Announcement of club officer elections at our March 4th Membership meeting. Members wishing to run for office can submit their names up to Election Day. Positions of President, Vice President, Secretary, Treasurer, and two (2) Board seats are open. President Tim Burke cannot run a 3rd consecutive term (per our club bylaws) and will step down to fill the 3rd Board seatXper our club bylaws as the past club President),
Announcement that Roy's Coins officially closed at the end of December. Ann Brown donated a number of bourse trays to the club.... which were sold at $1/bourse tray to club members with moneys going to the club.
Presentation followed by Stan Mead on the subject of "Early 20th Century American Coinage". Monthly coin auction followed with membership meeting concluded after auction.
Last:FUBLOAF - Buffalo, an iconic beast of America's old west.
Meeting called to order at 6:30 PM by President Tim Burke. Meeting held at the New Cauldron Restaurant/ University Center.
Now that Roy's Coins has closed, Carl stated that members in Anchorage can buy coin supplies from him at Carl's/University Center. Also... there are two coin shops in the valley... one of which is Debbie's Old Coins. Note: Both Carl's and Debbie's Old Coins are advertised in our club's newsletter.
Fur Rondy Show: Everything is in order for the two coin shows. There are commitments (at this time) for 9 coin tables. Any members interested in coin tables should contact Carl or club president Tim Burke.
Treasurer Stan Mead gave a report on the state of club finances. Club is in good shape. Candidates thus far for March 4th club elections are:
Vice President- Carl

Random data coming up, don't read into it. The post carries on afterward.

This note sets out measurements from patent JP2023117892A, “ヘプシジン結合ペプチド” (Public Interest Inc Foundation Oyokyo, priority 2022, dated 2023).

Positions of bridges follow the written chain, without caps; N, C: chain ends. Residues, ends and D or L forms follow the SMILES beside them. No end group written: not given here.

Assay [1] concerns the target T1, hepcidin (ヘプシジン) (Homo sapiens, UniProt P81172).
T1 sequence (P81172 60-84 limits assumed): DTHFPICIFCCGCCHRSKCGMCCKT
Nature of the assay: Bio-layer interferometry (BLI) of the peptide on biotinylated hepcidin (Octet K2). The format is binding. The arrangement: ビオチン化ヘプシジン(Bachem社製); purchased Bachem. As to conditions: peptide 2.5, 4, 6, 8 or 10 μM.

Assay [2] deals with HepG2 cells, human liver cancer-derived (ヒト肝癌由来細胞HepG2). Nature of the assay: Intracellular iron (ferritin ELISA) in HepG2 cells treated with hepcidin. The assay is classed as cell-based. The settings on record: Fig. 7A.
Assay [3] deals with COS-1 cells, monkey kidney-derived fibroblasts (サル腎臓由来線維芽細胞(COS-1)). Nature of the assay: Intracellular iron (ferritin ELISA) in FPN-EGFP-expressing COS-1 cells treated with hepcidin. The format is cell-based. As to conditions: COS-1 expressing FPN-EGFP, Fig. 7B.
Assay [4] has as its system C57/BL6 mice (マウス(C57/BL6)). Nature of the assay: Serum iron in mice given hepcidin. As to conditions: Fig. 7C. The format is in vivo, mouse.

Secretary- Larry Nakata
Treasurer- Stan Mead
Board Seat #1- Loren Lucason
Board Seat #2- John Larson
Note: Board Seat #3 to be filled by outgoing President Tim Burke (per club by-laws).
Roy Brown Memorial Fund- At this time, one proposal has been submitted thus far (by Larry Nakata). Use the moneys to promote our club's YN (Young Numismatist) Program. Accordingly, in lieu of a club presentation at our February 1st Membership meeting, there will be a discussion on our club's YN Program.
Members will be asked to bring potluck dishes to our February 1st meeting.
Meeting adjourned at 7:30 PM....... Larry Nakata/Secretary. Next board meeting Feb. 15th.
February 1st Auction Lots Submitted by Bill Fivaz
1. 1804 Half Cent PI. 4, Stemless in Good condition. Minimum Bid (MB) $40
2. 1808 Half Cent in Good condition. Minimum Bid (MB) $40
3. 1850 Large Cent in VF condition. MB $19
4. 1908-S Indian Cent in Good condition. MB $60
5. 1914-P Lincoln Cent in MS-63. MB $35
6. 1914-D Lincoln Cent in Good condition. MB $150
7. 1912-S Liberty Nickel in Good condition. MB $115
8. 1925-S Buffalo Nickel in VF+ condition. MB $45
9. 1932-S Washington Quarter in AG condition. MB $40
10. 1932-D Washington Quarter in AG condition. MB $40
11. 1855-O (w/ Arrows) Liberty Seated Half Dollar in VF condition. MB $35
12. 1955 Franklin Half Dollar in MS-63. MB $15
13. 1878-S Morgan $1 in MS-63. MB $55
14. 1964 U.S. Proof Set. MB $20
15. Two (2) 1982-S George Washington Half Dollars in Proof 66 condition. MB $32
16. Donation Coin: 2006-D North Dakota State 25c (BU). Broadstruck with partial collar.
CITY:________________________ STATE:_______ ZIP:___________
DUES: Regular; Full membership for those living in Anchorage $25
Sponsored membership - first year $15
Senior, Handicap, & Associates outside Anchorage area $10
Junior; those under the age of 17 $5
Life membership $250
Send application and dues to :
Anchorage Coin Club
P.O. Box 230169
Anchorage, Alaska 99523
E-mail Address: firstname.lastname@example.org
ANCHORAGE COIN CLUB
• First Prize: 1906 $2 & 1/2 US Gold Liberty, ANACS AU58 certified,
• Second Prize: 1880 $20 Legal Tender US Note in PMG F15 condition-certified.
• Third Prize: 1883 Hawaii (King Kalakaua) Half Dollar in VF+ condition.
$5 each or 5 for $20.00
ANCHORAGE COIN CLUB OFFICERS:
President: Tim Burke
Vice President: Carl
Secretary: Larry Nakata
Treasurer: Stan Mead
Board Member: John Larson
Board Member: Robert
ACCent Editor: Loren Lucason